Sinhagad is mostly in ruins today, but enough of the fort remains to provide the visitor with an idea of what it must have been like in its heydays. This includes the fort’s two gates, the Kalyan Darwaza and Pune Darwaza. The fort is used by the National Defence Academy, Khadakwasla, who send their cadets carrying heavy battle gear on runs through the fort to build up their endurance and stamina. Exploring the fort can take several hours and there is much to see. Indian freedom fighter Lokmanya Bal Gangadhar Tilak built a villa on top of the fort which he used as his summer residence which remains standing. But for some inexplicable reason, state television Doordarshan has been allowed to erect a huge broadcast tower on top of the fort. The power generator for the tower is located right next to Tilak’s Bungalow! There are multiple tanks atop the fort, the most famous among them being Dev Taki and Ganesh Taki. The water of Dev Taki is sweet and considered potable. Near it is the temple of Kondaneshwar. Kondana… Kondaneshwar, get it? There is also a memorial to Tanaji Malusare, and a plaque atop one of the gates says the following in Marathi, “On this Fort, warrior men have the saffron flag. Because they have shed their blood, we have been able to see a happy today. Brave warrior Tanaji Malusare laid down his life and won the fort on 4th Feb 1670. After that, freedom fighter Navji Lakhmaaji Balkavde also laid down his life and won us the fort on 1st July 1693. And Chatrapati Rajaram Maharaj also passed away on this same fort on 3rd March 1700”. From boards put up near the Pune Darwaza, it appears that Sinhagad today is in much better shape than a decade back. Mountains of garbage have been cleaned up, the road up to the fort has been repaired and stairs and pathways have been laid out well.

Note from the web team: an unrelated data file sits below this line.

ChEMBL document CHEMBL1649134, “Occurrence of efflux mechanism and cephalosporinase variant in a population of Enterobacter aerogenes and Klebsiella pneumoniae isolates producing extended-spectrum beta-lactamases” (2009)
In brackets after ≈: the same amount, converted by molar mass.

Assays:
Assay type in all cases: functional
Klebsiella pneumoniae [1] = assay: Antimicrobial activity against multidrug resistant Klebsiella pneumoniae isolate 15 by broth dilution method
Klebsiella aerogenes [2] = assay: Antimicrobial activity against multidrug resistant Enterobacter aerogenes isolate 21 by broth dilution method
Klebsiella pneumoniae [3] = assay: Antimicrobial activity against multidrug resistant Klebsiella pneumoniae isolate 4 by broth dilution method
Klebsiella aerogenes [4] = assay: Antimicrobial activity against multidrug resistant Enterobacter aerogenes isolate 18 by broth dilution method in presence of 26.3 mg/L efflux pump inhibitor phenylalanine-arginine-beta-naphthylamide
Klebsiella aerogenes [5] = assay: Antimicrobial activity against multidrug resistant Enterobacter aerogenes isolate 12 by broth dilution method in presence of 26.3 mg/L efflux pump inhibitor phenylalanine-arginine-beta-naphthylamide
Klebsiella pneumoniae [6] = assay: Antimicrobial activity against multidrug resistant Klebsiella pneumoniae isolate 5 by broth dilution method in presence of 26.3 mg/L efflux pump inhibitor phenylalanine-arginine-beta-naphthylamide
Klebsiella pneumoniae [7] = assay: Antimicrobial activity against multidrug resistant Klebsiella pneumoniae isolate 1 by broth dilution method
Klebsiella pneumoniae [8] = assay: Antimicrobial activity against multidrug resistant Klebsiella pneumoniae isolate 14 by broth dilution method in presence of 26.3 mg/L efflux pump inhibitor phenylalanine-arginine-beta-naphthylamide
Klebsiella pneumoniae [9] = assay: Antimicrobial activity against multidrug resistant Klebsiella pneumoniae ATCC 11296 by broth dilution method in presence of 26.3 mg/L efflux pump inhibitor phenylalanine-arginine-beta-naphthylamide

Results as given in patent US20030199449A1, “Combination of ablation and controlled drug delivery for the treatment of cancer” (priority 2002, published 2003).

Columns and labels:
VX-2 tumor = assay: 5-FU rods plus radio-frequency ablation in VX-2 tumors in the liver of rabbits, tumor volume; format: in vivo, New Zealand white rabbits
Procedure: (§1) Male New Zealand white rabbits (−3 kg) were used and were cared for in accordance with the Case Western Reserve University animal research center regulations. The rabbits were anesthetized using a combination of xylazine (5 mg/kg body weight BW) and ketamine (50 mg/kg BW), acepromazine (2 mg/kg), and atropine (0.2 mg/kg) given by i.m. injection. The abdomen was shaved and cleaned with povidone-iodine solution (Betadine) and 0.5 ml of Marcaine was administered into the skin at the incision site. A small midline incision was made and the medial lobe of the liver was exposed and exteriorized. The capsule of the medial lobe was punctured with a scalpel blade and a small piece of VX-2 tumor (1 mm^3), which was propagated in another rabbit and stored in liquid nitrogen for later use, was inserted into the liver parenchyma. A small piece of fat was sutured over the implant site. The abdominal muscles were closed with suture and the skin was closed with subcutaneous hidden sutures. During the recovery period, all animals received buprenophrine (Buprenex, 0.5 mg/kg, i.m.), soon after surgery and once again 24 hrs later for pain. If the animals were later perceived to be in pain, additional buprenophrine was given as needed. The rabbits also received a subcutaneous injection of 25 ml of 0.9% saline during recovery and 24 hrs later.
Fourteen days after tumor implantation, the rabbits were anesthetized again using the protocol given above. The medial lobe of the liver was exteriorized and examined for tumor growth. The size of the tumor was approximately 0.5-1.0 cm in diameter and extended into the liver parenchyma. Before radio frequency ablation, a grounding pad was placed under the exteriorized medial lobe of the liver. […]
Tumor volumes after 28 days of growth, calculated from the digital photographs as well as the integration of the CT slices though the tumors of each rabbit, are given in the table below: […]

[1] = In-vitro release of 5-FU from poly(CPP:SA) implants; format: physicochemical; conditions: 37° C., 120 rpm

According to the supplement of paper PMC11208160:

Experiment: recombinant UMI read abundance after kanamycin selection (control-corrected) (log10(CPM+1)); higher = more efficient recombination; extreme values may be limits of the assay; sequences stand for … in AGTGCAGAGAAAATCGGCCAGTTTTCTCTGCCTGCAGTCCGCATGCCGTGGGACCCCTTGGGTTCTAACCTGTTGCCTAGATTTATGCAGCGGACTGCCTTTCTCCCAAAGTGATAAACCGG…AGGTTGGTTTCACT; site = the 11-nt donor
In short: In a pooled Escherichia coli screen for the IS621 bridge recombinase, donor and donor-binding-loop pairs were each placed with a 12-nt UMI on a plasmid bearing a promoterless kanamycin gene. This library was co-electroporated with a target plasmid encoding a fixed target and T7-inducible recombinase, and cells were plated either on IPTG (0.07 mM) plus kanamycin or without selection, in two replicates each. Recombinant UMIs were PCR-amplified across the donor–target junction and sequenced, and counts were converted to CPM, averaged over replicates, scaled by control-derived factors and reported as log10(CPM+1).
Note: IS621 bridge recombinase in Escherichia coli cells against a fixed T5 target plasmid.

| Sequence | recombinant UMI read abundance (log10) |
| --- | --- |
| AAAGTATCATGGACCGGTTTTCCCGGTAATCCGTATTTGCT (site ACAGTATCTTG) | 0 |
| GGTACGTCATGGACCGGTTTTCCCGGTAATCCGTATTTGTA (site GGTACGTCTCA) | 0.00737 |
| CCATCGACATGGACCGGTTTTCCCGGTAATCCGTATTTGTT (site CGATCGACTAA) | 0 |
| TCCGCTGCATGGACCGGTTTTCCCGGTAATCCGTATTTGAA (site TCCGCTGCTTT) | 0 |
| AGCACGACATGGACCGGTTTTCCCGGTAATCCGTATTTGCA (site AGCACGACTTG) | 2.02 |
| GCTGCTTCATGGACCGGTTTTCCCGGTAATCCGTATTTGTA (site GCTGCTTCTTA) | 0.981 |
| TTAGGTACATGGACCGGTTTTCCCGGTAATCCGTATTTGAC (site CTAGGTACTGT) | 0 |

Tilak's villa at Sinhagad

What is the best time to visit Sinhagad? I had visited it in October-November, and found clear blue skies and very pleasant weather. Do avoid going in the monsoons because the stairs are all stone and can get very very slippery. Keep in mind that exploring hill forts means climbing up and down stairs constantly and as such, Sinhagad isn’t really suitable for the elderly or unfit. The fort remains as treacherous today as it once was for Shivaji’s soldiers, and in January 2015 a young man who was taking photographs slipped and fell to his death from one of Sinhagad’s bastions, so do be careful. While you’re there, don’t miss the hot and crispy “Kanda Vada”. Sliced onions, deep fried in a spicy batter, Kanda Vada is a popular snack all over Maharashtra. There are also stalls selling some excellent “baingan bharta”, which is a spicy dish made with eggplant, accompanied by “bhaakri” which is the Maharashtrian version of the “chapatti”, made with Jowar (Sorghum) or Bajra (Millet). To cool your stomach down after that spicy meal, have a cup of cool, unsweetened yoghurt, which is also sold here.

The view from Sinhagad

- by Deepanjan Ghosh



  • I am grateful to my cousin Ayan Sarbadhikari for accompanying me on this trip.
  • Thanks also to Madhuri Bhosale for translating the Marathi plaque commemorating Tanaji Malusare and others.